Costa Hawkins was also a key part of a 2009 court decision that struck down LA’s requirement that developers include affordable units in many new apartment buildings. The courts said that Los Angeles’s rules violated Costa Hawkins by mandating lower rents for newly constructed units. A bill signed by former Gov. Jerry Brown in 2017, however, restores the ability of California cities to make developers include affordable units in new rental projects.

What would happen if it were repealed?

In the short term, not much. Assemblymember Richard Bloom, who introduced a failed repeal bill in 2017, has said that getting rid of Costa Hawkins would only give local governments greater flexibility when setting rent control policies. Cities would still need to go through the process of passing new legislation before the repeal would have any effect.

In an effort to preserve affordable housing, some cities might expand rent control regulations to prevent landlords from raising rent on a unit to market rate once a tenant moves out as.

The city of Santa Monica, for example, estimates that because of Costa Hawkins, as many as 500 units reset to market rate every year.

Why not repeal it and see what happens?

Opponents of a repeal argue that Costa Hawkins puts sensible restrictions on local policies that affect the state’s overall housing market.

A 2016 report from the Legislative Analyst’s Office found that expanding rent control “likely would discourage new construction” by limiting the profitability of new rental housing.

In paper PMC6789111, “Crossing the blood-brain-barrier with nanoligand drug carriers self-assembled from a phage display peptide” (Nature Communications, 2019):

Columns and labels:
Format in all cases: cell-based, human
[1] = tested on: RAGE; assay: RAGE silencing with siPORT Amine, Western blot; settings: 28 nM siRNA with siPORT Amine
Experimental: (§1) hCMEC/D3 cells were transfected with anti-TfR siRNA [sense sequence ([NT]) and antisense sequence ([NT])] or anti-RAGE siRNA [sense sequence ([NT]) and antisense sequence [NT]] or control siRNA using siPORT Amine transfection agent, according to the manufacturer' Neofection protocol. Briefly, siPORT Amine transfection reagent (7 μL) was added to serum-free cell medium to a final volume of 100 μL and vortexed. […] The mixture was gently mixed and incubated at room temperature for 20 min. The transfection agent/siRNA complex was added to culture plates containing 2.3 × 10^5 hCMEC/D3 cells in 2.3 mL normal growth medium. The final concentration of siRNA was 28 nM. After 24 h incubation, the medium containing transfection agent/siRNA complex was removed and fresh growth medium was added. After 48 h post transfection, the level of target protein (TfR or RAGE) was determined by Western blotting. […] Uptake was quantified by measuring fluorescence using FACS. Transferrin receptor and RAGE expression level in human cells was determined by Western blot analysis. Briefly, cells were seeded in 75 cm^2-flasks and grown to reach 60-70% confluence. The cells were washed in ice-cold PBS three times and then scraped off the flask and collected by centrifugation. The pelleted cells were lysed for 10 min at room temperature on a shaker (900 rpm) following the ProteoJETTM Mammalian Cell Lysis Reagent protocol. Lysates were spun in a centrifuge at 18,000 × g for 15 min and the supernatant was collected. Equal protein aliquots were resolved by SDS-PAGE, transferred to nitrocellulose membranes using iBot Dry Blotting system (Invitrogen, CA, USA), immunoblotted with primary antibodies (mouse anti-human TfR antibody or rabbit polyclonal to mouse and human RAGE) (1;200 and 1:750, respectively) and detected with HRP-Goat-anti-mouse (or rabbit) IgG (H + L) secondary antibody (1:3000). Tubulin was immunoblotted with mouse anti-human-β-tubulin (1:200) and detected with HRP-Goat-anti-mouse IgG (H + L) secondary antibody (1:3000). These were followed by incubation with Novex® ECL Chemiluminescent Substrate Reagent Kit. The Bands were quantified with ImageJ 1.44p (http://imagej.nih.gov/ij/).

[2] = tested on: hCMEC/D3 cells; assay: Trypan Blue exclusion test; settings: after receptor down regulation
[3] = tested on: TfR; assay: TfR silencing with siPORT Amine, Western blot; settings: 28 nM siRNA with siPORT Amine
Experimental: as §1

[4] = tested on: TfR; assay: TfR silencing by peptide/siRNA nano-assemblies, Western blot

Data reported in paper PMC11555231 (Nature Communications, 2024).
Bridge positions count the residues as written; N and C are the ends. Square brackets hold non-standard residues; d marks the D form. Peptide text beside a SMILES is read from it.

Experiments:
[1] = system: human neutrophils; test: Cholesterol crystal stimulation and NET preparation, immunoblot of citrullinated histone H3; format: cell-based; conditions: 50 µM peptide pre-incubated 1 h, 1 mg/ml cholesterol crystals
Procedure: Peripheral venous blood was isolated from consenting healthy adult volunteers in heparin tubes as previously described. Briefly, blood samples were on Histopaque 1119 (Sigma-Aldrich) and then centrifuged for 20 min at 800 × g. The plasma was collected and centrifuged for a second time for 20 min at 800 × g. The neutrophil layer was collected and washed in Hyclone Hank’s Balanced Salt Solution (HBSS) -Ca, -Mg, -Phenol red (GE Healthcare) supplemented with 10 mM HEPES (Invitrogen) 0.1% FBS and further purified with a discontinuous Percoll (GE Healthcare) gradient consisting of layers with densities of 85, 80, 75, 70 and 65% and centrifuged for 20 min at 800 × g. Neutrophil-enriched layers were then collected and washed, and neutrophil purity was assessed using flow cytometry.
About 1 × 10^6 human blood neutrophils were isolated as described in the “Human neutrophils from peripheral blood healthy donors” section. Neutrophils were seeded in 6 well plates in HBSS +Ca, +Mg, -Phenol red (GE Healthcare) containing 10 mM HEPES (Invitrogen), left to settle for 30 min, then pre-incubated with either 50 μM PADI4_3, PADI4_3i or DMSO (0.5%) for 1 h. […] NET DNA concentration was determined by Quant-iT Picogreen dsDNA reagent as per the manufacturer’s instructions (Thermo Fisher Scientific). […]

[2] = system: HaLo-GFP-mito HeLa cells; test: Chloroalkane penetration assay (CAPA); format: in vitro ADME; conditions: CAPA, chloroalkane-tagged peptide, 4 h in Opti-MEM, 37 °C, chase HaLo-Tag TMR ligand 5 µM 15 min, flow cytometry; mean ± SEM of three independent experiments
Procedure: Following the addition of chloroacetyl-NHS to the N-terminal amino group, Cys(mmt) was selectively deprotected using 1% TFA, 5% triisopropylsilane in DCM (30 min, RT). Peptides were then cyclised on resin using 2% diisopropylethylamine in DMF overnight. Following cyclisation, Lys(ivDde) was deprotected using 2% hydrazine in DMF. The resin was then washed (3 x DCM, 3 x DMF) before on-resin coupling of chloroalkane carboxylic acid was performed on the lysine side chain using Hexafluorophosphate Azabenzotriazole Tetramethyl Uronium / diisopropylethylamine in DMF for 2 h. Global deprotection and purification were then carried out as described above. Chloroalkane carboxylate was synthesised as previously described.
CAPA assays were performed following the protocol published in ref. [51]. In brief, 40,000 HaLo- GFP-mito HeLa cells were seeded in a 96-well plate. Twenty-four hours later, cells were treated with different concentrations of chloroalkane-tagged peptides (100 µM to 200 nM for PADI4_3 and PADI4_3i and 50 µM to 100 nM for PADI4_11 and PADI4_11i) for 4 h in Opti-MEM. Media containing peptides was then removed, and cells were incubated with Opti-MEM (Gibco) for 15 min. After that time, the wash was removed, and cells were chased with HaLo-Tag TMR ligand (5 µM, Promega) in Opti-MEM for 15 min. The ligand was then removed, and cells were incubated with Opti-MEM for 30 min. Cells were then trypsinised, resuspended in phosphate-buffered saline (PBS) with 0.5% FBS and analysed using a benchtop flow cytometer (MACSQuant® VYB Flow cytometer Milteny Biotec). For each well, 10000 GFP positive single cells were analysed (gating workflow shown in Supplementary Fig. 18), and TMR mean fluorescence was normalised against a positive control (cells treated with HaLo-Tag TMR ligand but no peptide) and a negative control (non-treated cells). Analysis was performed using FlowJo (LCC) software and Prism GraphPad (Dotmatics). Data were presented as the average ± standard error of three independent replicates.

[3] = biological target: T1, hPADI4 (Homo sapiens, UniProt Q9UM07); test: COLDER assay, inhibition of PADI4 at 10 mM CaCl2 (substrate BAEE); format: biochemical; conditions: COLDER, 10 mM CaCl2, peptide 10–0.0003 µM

Opponents say this could exacerbate a statewide housing shortage and scare off developers worried about sudden policy changes in cities with rent control.

The report also predicts that stricter rent control rules would encourage discriminatory behavior on the part of landlords when selecting tenants.

What do those in favor of repeal say?

Supporters say that city leaders should be given the tools to protect tenants in the midst of a severe affordable housing crisis (a 2019 report from the California Housing Partnership Corporation found a shortfall of more than 500,000 affordable units in Los Angeles alone).

They also say policies at both the state and federal level already exist to ensure rent control regulations don’t prevent landlords from receiving a “fair return” on their properties. Protections for tenants facing stiff rent increases, on the other hand, remain slim in most of the state.

Bloom and Assemblymember David Chiu, who co-authored the 2017 repeal bill, argued at the time that new construction alone would not be enough to make housing affordable to tenants now being priced out of expensive cities like San Francisco and Los Angeles.

What’s next?

With enormous opposition from landlords and their representatives, supporters of the repeal measure face an uphill battle. Given the small number of California cities that actually impose rent control requirements, they may also have a tough time convincing voters outside those cities that they should care.

Still, with rising housing costs around the state, the number of cities with rent control has increased in the last couple of years.